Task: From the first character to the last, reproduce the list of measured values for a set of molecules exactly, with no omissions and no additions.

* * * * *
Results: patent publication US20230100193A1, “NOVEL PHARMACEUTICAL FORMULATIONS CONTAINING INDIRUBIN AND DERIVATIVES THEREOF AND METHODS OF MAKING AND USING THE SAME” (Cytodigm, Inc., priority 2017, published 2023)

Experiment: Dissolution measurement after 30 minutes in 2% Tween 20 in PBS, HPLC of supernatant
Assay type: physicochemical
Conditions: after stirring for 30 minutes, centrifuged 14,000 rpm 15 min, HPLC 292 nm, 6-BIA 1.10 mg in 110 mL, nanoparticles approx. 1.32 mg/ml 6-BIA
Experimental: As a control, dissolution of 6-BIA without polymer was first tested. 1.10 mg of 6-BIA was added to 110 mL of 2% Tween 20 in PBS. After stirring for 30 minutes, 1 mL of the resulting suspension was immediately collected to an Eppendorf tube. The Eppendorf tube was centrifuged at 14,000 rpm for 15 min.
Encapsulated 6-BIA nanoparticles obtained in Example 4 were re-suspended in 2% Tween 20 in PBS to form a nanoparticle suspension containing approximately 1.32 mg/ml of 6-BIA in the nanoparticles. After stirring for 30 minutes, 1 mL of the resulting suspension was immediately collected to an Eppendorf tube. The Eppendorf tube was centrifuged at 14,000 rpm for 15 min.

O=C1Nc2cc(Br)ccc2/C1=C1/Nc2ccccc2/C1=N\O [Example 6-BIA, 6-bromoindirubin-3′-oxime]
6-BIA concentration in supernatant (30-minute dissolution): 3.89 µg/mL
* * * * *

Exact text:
Results: patent publication US20230100193A1, “NOVEL PHARMACEUTICAL FORMULATIONS CONTAINING INDIRUBIN AND DERIVATIVES THEREOF AND METHODS OF MAKING AND USING THE SAME” (Cytodigm, Inc., priority 2017, published 2023)

Experiment: Dissolution measurement after 30 minutes in 2% Tween 20 in PBS, HPLC of supernatant
Assay type: physicochemical
Conditions: after stirring for 30 minutes, centrifuged 14,000 rpm 15 min, HPLC 292 nm, 6-BIA 1.10 mg in 110 mL, nanoparticles approx. 1.32 mg/ml 6-BIA
Experimental: As a control, dissolution of 6-BIA without polymer was first tested. 1.10 mg of 6-BIA was added to 110 mL of 2% Tween 20 in PBS. After stirring for 30 minutes, 1 mL of the resulting suspension was immediately collected to an Eppendorf tube. The Eppendorf tube was centrifuged at 14,000 rpm for 15 min.
Encapsulated 6-BIA nanoparticles obtained in Example 4 were re-suspended in 2% Tween 20 in PBS to form a nanoparticle suspension containing approximately 1.32 mg/ml of 6-BIA in the nanoparticles. After stirring for 30 minutes, 1 mL of the resulting suspension was immediately collected to an Eppendorf tube. The Eppendorf tube was centrifuged at 14,000 rpm for 15 min.

O=C1Nc2cc(Br)ccc2/C1=C1/Nc2ccccc2/C1=N\O [Example 6-BIA, 6-bromoindirubin-3′-oxime]
6-BIA concentration in supernatant (30-minute dissolution): 3.89 µg/mL